Center for Ethics
2008-2009 A Living-Learning Experience for Students
For the first time during the 2008-09 academic year, the Center for Ethics, partnered with Muhlenberg’s Office of Residential Services, piloted a new Living-Learning Experience for students.
Eight adventurous students, chosen by application during the spring of 2008, not only had the opportunity to study “Politics, Ethics & Citizenship,” but also to live it. The Center for Ethics Living-Learning Experience is a unique community housed in Robertson Hall that explores the themes, ideas, problems and questions contained in the Center’s programming. Led by L&L Scholar-in-Residence Troy Dwyer (a faculty member in the Theatre & Dance Department) and L&L Student Assistant Jake Herb ’11, the community engaged directly with Center guest scholars and artists, while simultaneously asking what it means to be a “citizen” of a community. What responsibilities does an individual have to her or his group? What responsibilities does the group have to the individual? How are different views, backgrounds, political beliefs, and traditions successfully integrated to make a community strong and vibrant?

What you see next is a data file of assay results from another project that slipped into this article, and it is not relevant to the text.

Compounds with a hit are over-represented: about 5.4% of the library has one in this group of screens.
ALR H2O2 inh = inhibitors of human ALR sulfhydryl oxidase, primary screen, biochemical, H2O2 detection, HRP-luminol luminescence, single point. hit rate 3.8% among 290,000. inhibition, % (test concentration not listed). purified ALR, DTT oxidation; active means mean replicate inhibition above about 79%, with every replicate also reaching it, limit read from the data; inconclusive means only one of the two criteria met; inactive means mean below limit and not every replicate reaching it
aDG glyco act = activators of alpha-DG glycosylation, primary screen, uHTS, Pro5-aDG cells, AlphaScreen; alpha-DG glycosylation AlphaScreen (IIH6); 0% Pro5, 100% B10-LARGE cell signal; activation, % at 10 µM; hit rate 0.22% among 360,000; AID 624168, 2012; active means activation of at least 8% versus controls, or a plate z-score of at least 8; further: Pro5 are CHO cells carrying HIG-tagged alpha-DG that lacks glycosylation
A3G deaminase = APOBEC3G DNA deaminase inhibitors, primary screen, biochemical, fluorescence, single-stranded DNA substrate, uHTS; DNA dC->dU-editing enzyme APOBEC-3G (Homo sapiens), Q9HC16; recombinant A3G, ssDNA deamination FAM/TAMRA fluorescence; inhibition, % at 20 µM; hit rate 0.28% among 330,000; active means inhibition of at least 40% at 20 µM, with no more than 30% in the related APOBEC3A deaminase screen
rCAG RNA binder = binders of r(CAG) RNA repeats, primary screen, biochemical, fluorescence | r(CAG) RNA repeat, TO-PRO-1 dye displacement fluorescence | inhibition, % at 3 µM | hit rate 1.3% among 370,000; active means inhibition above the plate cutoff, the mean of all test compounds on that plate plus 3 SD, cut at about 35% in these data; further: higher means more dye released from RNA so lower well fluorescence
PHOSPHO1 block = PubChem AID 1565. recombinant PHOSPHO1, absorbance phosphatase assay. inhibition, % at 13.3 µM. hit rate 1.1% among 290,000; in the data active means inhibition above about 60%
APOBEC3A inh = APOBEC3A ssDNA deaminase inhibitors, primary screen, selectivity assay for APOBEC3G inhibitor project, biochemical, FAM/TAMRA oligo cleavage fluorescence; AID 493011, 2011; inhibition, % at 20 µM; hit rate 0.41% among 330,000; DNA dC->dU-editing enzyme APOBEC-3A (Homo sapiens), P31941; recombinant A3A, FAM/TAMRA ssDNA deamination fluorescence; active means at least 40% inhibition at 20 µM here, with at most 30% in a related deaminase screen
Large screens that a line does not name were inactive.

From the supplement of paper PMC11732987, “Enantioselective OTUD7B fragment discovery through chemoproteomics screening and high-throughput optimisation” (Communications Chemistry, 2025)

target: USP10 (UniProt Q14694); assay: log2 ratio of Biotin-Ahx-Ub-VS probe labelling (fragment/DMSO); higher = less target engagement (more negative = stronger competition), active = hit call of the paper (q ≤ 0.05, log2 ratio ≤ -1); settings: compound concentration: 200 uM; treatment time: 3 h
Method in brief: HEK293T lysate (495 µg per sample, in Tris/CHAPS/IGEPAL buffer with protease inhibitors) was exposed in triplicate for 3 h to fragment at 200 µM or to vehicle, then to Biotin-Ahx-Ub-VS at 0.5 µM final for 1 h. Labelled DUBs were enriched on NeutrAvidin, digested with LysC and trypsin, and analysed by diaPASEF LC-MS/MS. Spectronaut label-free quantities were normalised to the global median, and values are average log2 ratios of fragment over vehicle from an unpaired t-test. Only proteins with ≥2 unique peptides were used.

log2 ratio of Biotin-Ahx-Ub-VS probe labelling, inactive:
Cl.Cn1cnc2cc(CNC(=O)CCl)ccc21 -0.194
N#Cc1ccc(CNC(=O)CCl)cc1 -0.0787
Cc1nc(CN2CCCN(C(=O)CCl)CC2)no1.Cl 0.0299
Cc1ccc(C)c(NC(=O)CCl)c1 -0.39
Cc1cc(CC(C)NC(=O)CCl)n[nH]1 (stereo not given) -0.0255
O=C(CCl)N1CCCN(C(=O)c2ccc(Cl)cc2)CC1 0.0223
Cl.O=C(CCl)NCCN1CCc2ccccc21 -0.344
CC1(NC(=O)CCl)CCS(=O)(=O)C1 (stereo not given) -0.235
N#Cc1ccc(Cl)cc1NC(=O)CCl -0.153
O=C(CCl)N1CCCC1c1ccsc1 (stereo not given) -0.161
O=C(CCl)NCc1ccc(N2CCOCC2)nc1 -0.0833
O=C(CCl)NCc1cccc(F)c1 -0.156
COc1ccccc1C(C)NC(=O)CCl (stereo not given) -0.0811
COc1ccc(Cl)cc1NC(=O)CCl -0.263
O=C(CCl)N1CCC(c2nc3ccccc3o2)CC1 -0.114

The Living-Learning Experience was founded on the belief that intellectual exploration does not have to be separate from social pleasure – that a “life of the mind” can be fun, engaging and meaningful – and that engaging with real-world issues can bring people together.
With this in mind, the L&L students met regularly with Professor Dwyer to talk about their personal responses to the Center programming as members of a small learning community. They also cooked meals together, entertained Center guests, attended workshop events and helped lead the Fireside Chats on Kurt Vonnegut’s novel Player Piano. All the while they shared living space, got to know each other as thinkers and people, and celebrated a rare opportunity for unforgettable communal-living.